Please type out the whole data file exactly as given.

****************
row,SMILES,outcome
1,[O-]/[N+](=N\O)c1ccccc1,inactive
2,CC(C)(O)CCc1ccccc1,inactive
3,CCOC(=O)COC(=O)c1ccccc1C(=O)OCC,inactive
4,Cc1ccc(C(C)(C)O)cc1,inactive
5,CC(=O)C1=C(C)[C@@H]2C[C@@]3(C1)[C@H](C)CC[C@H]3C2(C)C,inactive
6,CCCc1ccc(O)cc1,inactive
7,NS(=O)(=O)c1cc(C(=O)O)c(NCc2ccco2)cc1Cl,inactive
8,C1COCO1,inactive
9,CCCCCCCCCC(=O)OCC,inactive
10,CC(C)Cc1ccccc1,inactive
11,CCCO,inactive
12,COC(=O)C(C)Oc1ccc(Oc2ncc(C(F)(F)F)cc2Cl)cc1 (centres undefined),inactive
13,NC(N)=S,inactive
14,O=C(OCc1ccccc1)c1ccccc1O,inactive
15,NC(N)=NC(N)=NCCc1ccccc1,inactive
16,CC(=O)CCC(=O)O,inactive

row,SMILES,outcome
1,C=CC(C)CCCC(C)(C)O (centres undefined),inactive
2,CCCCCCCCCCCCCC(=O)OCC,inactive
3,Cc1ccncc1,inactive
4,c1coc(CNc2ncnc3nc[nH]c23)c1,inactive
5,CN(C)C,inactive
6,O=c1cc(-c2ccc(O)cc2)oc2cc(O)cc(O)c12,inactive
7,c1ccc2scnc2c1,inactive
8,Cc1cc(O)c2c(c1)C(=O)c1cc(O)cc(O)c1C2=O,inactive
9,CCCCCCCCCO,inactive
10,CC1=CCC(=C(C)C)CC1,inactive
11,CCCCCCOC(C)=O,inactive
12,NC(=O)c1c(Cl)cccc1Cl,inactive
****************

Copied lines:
row,SMILES,outcome
1,[O-]/[N+](=N\O)c1ccccc1,inactive
2,CC(C)(O)CCc1ccccc1,inactive
3,CCOC(=O)COC(=O)c1ccccc1C(=O)OCC,inactive
4,Cc1ccc(C(C)(C)O)cc1,inactive
5,CC(=O)C1=C(C)[C@@H]2C[C@@]3(C1)[C@H](C)CC[C@H]3C2(C)C,inactive
6,CCCc1ccc(O)cc1,inactive
7,NS(=O)(=O)c1cc(C(=O)O)c(NCc2ccco2)cc1Cl,inactive
8,C1COCO1,inactive
9,CCCCCCCCCC(=O)OCC,inactive
10,CC(C)Cc1ccccc1,inactive
11,CCCO,inactive
12,COC(=O)C(C)Oc1ccc(Oc2ncc(C(F)(F)F)cc2Cl)cc1 (centres undefined),inactive
13,NC(N)=S,inactive
14,O=C(OCc1ccccc1)c1ccccc1O,inactive
15,NC(N)=NC(N)=NCCc1ccccc1,inactive
16,CC(=O)CCC(=O)O,inactive

row,SMILES,outcome
1,C=CC(C)CCCC(C)(C)O (centres undefined),inactive
2,CCCCCCCCCCCCCC(=O)OCC,inactive
3,Cc1ccncc1,inactive
4,c1coc(CNc2ncnc3nc[nH]c23)c1,inactive
5,CN(C)C,inactive
6,O=c1cc(-c2ccc(O)cc2)oc2cc(O)cc(O)c12,inactive
7,c1ccc2scnc2c1,inactive
8,Cc1cc(O)c2c(c1)C(=O)c1cc(O)cc(O)c1C2=O,inactive
9,CCCCCCCCCO,inactive
10,CC1=CCC(=C(C)C)CC1,inactive
11,CCCCCCOC(C)=O,inactive
12,NC(=O)c1c(Cl)cccc1Cl,inactive